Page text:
It’s All Happening! Swiss Team Named for Paris Olympics 20 Jun 2024, 12:14 pm

The Swiss team takes Nations Cup victory in the Pratoni test event in May. Photo by Tilly Berendt.

What a treat – we’re now on our second Olympic team announcement of the day, following the release of Japan’s line-up earlier this morning.

Now, it’s Switzerland who we’ve got our eyes on. Four horses and riders have just been revealed by the Swiss Federation, and while it’s not been confirmed yet which three will be on the team proper and which will go to Paris as travelling reserve, it’s still rather an exciting day to be an eventing fan, all things considered.

The four selected horses and riders are as follows:

  • Robin Godel and Grandeur de Lully – sixteen-year-old Swiss Sport Horse gelding (Greco de Lully CH x Miola, by Apartos) – owned by Jean-Jacques Fünfschilling
  • Mélody Johner and Toubleu de Rueire –  seventeen-year-old Selle Français gelding (Mr Blue x La Guna de Rueire) – owned by Peter Thürler & Heinz-Günter Wickenhäuser
  • Nadja Minder and Toblerone – seventeen-year-old Swiss Warmblood gelding (Summer Song x Medelyne, breeding unknown) – owned by Nicole Basieux
  • Felix Vogg and Dao de l’Ocean – eleven-year-old Selle Français gelding (Kannan x Heddy, by Heraldik) – owned by Phoenix Eventing Sàrl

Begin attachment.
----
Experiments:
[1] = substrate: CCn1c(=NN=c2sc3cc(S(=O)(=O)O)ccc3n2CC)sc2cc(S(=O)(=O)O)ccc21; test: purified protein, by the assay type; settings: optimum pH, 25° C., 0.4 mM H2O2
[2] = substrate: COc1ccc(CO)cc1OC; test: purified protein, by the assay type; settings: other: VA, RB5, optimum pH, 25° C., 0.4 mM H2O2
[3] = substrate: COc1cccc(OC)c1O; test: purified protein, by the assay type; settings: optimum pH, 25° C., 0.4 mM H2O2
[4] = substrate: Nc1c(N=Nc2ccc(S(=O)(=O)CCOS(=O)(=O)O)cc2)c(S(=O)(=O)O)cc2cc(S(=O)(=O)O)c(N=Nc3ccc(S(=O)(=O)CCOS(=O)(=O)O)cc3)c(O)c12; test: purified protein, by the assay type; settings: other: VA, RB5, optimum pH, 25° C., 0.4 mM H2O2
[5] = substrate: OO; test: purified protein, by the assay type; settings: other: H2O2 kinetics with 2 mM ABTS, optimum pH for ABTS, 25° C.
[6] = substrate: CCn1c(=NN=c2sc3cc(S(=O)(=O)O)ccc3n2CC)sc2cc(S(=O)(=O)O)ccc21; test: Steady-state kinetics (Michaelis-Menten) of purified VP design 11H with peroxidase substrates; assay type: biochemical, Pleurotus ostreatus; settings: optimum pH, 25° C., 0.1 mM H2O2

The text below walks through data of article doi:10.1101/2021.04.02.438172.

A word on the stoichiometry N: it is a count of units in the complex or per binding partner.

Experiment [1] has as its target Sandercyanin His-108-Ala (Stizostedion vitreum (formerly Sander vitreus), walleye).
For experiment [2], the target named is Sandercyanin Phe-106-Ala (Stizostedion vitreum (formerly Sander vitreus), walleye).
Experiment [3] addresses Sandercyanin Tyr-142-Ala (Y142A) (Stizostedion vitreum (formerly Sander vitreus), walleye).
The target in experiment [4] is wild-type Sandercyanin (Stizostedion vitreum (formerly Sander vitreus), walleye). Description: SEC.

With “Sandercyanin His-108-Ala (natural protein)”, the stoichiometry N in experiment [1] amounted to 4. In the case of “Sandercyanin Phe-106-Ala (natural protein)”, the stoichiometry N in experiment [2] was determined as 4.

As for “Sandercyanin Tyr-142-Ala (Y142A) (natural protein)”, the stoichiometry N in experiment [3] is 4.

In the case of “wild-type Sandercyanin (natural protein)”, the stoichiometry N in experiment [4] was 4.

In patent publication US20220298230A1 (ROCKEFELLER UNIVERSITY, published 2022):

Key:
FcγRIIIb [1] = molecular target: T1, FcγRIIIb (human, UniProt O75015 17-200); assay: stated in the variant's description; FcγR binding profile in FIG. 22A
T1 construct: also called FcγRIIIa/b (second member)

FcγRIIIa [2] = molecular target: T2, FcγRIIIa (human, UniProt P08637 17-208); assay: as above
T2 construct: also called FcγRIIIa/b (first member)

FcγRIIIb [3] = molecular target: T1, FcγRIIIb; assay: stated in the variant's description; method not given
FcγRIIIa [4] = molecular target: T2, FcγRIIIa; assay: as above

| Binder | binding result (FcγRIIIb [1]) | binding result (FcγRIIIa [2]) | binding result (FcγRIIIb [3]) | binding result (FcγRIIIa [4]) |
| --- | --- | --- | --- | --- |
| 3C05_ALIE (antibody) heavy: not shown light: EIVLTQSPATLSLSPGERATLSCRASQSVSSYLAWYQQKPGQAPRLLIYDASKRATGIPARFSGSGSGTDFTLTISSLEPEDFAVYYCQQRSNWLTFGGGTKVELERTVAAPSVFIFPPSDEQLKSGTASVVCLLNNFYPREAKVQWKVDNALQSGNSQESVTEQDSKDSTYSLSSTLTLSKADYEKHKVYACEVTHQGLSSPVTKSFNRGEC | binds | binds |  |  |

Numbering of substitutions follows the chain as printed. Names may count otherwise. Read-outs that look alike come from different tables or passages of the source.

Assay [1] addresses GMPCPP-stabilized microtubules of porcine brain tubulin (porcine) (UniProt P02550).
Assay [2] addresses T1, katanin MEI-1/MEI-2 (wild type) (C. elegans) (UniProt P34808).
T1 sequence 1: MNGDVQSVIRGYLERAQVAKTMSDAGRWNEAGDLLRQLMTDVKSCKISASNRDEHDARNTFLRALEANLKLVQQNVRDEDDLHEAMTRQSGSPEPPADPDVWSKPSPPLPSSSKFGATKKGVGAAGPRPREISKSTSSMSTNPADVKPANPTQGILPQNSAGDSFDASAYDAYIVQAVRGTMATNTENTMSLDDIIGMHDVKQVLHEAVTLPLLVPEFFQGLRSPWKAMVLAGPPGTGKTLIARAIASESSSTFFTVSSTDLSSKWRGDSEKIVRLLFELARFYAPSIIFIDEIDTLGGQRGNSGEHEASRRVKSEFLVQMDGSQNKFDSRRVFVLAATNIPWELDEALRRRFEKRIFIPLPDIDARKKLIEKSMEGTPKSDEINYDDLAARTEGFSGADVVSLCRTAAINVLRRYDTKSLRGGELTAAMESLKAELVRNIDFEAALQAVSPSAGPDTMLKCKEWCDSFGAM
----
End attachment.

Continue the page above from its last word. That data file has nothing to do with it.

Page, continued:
Felix Vogg and Dao de l’Ocean. Photo by Tilly Berendt.

It’s an exciting team, whichever way it unfolds, for Swiss chef d’equpe Dominik Burger, dressage coach Gilles Ngovan, cross country coach Andrew Nicholson and jumping coach Markus Fuchs: Robin, Mélody, and Felix were each part of the Tokyo Olympics line-up, though only Mélody returns with the same horse, and Nadja, though just 24, has already become a stalwart of the Swiss team too, with World and European Championships behind here. This year, Robin and Grandeur de Lully have won two CCI4*-S classes in a row, at Strzegom and Avenches, the latter of which also crowned them the Swiss National Champions, while Mélody and Toubleu de Rueire have been in the top six of their three international starts. Nadja and Toblerone completed their five-star debut at Pau in October and have been fourth at Strzegom’s CCI4*-S this spring, as well as top twenty finishers in Luhmühlen’s smoking hot final qualifier last week. Felix and Dao de l’Ocean were winners in the CCI4*-S in Wiesbaden and second at Avenches CCIO4*-S. It’s been 64 years since Switzerland won an Olympic medal – they were team silver medallists in 1960 in Rome, while Anton Bühler and Gay Spark were individual bronze medallists that year – but we reckon if any line-up is going to give the fairytale ending to the inexorable rise of the Swiss front over the last Olympic cycle, this is the one.